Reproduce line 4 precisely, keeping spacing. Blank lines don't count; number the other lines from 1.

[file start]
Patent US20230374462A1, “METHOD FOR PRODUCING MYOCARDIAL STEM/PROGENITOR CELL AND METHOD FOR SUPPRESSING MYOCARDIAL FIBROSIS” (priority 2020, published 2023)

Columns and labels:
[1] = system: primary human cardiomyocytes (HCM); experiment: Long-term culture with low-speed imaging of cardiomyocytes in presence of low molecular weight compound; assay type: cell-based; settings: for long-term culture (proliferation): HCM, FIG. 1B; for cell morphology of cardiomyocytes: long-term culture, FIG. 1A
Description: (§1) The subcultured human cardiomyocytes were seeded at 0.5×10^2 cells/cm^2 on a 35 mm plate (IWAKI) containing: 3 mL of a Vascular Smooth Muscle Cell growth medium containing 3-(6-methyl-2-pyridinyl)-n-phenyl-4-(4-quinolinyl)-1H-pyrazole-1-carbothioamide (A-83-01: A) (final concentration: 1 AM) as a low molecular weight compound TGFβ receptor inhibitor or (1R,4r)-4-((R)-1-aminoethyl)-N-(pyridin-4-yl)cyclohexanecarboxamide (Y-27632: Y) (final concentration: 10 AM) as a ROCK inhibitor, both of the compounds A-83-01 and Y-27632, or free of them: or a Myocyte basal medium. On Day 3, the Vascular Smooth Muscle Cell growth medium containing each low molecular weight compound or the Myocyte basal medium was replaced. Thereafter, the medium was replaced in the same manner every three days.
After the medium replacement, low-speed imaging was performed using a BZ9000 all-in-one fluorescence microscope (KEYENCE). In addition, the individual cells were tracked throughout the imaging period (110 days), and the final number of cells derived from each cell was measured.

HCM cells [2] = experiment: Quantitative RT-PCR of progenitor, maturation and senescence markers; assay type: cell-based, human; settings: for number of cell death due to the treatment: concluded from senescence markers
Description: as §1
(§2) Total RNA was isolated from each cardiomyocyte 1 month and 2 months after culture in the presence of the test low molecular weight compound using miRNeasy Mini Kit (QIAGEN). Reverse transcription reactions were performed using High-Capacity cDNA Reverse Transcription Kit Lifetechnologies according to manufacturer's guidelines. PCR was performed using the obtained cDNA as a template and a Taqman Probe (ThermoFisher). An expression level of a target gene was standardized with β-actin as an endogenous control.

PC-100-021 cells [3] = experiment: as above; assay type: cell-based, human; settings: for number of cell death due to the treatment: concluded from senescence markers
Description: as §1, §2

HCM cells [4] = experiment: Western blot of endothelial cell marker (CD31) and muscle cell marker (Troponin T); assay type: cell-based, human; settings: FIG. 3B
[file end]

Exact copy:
Description: (§1) The subcultured human cardiomyocytes were seeded at 0.5×10^2 cells/cm^2 on a 35 mm plate (IWAKI) containing: 3 mL of a Vascular Smooth Muscle Cell growth medium containing 3-(6-methyl-2-pyridinyl)-n-phenyl-4-(4-quinolinyl)-1H-pyrazole-1-carbothioamide (A-83-01: A) (final concentration: 1 AM) as a low molecular weight compound TGFβ receptor inhibitor or (1R,4r)-4-((R)-1-aminoethyl)-N-(pyridin-4-yl)cyclohexanecarboxamide (Y-27632: Y) (final concentration: 10 AM) as a ROCK inhibitor, both of the compounds A-83-01 and Y-27632, or free of them: or a Myocyte basal medium. On Day 3, the Vascular Smooth Muscle Cell growth medium containing each low molecular weight compound or the Myocyte basal medium was replaced. Thereafter, the medium was replaced in the same manner every three days.